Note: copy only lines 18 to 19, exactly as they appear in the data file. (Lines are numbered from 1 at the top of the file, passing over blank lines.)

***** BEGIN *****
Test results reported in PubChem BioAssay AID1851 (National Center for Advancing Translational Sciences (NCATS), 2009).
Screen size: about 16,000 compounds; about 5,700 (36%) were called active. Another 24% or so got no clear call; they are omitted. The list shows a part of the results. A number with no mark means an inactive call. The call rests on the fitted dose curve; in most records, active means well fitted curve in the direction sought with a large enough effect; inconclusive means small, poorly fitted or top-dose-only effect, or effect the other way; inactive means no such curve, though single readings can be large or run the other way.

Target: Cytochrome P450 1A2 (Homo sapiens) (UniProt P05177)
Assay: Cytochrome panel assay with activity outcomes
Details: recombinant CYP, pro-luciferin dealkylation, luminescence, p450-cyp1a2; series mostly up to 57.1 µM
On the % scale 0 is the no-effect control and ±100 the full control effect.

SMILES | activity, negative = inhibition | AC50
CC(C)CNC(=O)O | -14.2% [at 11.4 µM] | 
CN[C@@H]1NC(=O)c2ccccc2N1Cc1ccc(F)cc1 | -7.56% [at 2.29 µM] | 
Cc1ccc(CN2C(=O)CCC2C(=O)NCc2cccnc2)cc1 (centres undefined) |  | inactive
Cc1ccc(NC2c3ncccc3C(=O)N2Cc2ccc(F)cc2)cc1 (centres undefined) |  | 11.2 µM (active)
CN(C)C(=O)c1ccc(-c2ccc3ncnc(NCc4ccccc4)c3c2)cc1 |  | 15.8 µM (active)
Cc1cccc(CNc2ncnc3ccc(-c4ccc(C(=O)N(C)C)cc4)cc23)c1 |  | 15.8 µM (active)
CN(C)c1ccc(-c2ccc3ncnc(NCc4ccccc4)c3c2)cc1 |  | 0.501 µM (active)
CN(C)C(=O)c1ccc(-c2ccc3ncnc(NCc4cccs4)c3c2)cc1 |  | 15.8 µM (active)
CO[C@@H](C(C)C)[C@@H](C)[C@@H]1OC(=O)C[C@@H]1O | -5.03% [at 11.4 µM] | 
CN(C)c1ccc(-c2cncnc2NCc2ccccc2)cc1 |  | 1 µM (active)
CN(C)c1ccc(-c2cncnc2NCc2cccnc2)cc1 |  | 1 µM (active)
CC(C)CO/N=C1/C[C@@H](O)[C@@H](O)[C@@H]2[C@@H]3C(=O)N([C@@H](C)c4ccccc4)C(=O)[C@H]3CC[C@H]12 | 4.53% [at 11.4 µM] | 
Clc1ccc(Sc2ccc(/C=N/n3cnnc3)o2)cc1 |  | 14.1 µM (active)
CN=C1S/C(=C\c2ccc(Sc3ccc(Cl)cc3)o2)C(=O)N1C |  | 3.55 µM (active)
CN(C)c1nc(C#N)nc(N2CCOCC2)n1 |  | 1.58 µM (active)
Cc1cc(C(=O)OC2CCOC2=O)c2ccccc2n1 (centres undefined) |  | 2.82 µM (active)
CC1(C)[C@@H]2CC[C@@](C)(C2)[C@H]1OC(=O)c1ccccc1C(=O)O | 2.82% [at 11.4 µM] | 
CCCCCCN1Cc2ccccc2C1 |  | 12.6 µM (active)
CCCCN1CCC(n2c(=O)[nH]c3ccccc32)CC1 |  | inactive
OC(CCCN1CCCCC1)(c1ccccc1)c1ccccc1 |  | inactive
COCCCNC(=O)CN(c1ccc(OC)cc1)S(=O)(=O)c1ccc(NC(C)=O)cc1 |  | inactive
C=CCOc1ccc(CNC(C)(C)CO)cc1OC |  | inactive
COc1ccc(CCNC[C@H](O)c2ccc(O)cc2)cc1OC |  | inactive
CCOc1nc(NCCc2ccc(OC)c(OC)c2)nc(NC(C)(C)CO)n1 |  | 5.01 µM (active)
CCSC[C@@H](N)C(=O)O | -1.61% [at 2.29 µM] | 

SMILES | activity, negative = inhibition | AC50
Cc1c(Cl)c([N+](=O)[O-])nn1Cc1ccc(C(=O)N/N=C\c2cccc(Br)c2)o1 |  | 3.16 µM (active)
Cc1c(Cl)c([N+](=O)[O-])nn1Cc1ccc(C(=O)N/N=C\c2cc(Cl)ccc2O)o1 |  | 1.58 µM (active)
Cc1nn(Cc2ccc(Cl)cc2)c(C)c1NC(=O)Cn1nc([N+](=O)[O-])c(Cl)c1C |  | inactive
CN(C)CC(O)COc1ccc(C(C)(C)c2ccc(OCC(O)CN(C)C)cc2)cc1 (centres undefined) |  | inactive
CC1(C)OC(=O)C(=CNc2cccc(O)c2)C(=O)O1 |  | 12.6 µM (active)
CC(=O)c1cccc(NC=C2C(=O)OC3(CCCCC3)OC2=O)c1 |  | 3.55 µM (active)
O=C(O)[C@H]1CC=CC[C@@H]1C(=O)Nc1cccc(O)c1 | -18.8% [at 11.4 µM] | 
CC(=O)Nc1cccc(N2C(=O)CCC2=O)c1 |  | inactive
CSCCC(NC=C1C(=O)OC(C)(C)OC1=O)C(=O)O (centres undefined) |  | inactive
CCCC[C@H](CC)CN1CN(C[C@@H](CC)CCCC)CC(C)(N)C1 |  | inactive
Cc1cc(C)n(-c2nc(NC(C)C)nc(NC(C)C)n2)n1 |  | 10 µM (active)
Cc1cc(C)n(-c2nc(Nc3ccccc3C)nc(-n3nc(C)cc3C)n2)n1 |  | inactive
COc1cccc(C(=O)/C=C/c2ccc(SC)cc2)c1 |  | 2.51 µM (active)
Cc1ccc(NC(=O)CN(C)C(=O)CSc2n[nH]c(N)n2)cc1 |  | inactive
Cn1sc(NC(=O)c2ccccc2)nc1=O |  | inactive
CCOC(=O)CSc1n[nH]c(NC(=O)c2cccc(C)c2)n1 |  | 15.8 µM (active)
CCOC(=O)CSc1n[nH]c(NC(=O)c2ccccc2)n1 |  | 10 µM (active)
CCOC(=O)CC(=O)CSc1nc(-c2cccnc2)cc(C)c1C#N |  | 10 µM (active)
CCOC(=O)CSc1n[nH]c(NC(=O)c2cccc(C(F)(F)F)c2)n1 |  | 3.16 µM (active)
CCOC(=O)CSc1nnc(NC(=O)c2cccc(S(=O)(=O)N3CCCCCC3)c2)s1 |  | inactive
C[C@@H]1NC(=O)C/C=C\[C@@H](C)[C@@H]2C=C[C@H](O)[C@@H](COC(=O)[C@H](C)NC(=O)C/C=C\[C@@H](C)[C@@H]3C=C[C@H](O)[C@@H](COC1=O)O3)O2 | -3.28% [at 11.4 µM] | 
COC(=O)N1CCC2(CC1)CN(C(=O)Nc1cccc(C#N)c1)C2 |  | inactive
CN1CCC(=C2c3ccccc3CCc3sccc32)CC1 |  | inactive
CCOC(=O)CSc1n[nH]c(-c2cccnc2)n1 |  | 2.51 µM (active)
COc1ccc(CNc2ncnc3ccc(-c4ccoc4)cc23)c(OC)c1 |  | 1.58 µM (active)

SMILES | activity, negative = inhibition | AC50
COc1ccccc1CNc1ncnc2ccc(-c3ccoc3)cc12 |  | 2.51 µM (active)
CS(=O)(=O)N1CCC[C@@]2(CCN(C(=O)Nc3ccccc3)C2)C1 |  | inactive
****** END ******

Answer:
CN(C)c1ccc(-c2cncnc2NCc2cccnc2)cc1 |  | 1 µM (active)
CC(C)CO/N=C1/C[C@@H](O)[C@@H](O)[C@@H]2[C@@H]3C(=O)N([C@@H](C)c4ccccc4)C(=O)[C@H]3CC[C@H]12 | 4.53% [at 11.4 µM] | 